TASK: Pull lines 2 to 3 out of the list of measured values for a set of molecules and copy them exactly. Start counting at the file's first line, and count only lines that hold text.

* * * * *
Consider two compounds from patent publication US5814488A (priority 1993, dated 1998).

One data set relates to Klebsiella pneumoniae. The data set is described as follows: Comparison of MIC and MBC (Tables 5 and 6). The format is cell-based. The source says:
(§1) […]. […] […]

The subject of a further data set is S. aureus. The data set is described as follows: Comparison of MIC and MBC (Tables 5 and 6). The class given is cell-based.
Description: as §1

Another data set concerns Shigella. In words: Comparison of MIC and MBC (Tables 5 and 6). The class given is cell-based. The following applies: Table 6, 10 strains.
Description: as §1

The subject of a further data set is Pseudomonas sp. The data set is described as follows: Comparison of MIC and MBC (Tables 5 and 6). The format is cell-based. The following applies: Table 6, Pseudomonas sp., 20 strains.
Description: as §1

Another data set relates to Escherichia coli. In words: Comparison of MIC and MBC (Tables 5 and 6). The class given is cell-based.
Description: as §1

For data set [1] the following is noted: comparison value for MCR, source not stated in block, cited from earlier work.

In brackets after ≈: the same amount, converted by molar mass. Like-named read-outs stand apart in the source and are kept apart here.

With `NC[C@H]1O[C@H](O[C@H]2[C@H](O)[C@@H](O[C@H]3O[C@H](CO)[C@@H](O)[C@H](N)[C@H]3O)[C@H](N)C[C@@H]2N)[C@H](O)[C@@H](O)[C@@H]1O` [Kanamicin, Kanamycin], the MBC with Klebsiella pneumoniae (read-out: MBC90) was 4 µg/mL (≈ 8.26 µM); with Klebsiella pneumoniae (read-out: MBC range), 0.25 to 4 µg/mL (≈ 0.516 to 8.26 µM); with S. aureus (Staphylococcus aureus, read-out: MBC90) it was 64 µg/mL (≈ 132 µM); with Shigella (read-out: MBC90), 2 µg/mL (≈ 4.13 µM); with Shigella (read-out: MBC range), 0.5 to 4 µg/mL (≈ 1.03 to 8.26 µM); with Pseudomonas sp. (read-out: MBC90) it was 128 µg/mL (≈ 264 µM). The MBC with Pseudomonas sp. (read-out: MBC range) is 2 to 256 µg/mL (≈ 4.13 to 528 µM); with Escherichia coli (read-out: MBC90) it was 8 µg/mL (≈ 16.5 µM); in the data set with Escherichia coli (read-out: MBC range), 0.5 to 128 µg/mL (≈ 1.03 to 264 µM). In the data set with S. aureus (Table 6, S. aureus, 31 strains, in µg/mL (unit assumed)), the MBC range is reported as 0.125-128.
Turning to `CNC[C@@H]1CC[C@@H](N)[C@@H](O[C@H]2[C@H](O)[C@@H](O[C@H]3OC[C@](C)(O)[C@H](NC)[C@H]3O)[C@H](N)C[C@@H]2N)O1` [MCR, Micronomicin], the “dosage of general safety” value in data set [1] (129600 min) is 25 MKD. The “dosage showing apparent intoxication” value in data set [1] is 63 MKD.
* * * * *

One data set relates to Klebsiella pneumoniae. The data set is described as follows: Comparison of MIC and MBC (Tables 5 and 6). The format is cell-based. The source says:
(§1) […]. […] […]